*Just as the Torah begins with Parashat B’reishit, Mussar practice begins with the middah of anavah. All other middot are accessed through this core character trait. The middah of anavah is essential for living with integrity. When we think of humility, we may imagine someone who is the picture of modesty and meekness. However, in Mussar, humility is not defined as being so humble that you disappear; rather, it is about having all of your character traits in balance so that the inner light of the soul shines pure and clear as originally intended. As Mussar teacher Alan Morinis puts it, “Being humble doesn’t mean being nobody: it just means being no more of a somebody than you ought to be.”
…In our own lives, we hide our authentic selves from the truth of our lives. When we live out of balance, despite the fact that we may be falling apart on the inside or on the outside, we betray our lives. We take up either too much or too little space; either we take away space from others, or we abandon them when they need us. Our sacred connection to anything important—our families, our communities, our work—all suffer when we neglect to live life with anavah in balance. Celebrated with intention, Shabbat provides the time, space, and opportunity to reconnect to our core essence, reacquire a sense of proportion, and connect anew with the people and projects in our lives with both humility and presence. Anavah, approaching our lives with humility, means not taking up too much space in the Garden, not trying to fool others with some disguise of our true selves; but to honestly offer our truest selves to the people and work we encounter in our lives. Humility: Shabbat as a Return to Our Authentic Selves” by Rabbi Michelle Pearlman and Rabbi Sharon Mars in Mussar Torah Commentary, p.3, 6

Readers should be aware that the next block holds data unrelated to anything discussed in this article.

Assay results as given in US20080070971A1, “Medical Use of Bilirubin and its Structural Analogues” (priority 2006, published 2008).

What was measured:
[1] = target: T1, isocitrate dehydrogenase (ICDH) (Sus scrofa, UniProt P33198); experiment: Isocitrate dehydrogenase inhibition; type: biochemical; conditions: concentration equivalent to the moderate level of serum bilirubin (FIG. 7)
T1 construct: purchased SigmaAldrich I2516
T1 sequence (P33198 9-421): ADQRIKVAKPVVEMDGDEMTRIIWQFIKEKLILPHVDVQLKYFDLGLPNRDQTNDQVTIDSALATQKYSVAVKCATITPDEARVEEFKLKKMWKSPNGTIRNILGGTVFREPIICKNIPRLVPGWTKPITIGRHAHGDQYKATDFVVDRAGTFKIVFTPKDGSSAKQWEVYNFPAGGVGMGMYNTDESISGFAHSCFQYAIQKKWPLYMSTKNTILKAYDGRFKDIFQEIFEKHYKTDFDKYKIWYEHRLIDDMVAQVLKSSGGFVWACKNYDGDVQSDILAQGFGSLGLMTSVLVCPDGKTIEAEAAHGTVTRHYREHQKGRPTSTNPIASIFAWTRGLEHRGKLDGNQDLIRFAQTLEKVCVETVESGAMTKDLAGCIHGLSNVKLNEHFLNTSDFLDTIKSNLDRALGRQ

**22 The same night he arose and took his two wives, his two maids, and his eleven children, and crossed the ford of the Jabbok.23 He took them and sent them across the stream, and likewise everything that he had.24 And Jacob was left alone; and a man wrestled with him until the breaking of the day.25 When the man saw that he did not prevail against Jacob, he touched the hollow of his thigh; and Jacob’s thigh was put out of joint as he wrestled with him.26 Then he said, “Let me go, for the day is breaking.” But Jacob said, “I will not let you go, unless you bless me.”27 And he said to him, “What is your name?” And he said, “Jacob.”28 Then he said, “Your name shall no more be called Jacob, but Israel, for you have striven with God and with men, and have prevailed.”29 Then Jacob asked him, “Tell me, I pray, your name.” But he said, “Why is it that you ask my name?” And there he blessed him.30 So Jacob called the name of the place Peni’el, saying, “For I have seen God face to face, and yet my life is preserved.”31 The sun rose upon him as he passed Penu’el, limping because of his thigh.32 Therefore to this day the Israelites do not eat the sinew of the hip which is upon the hollow of the thigh, because he touched the hollow of Jacob’s thigh on the sinew of the hip.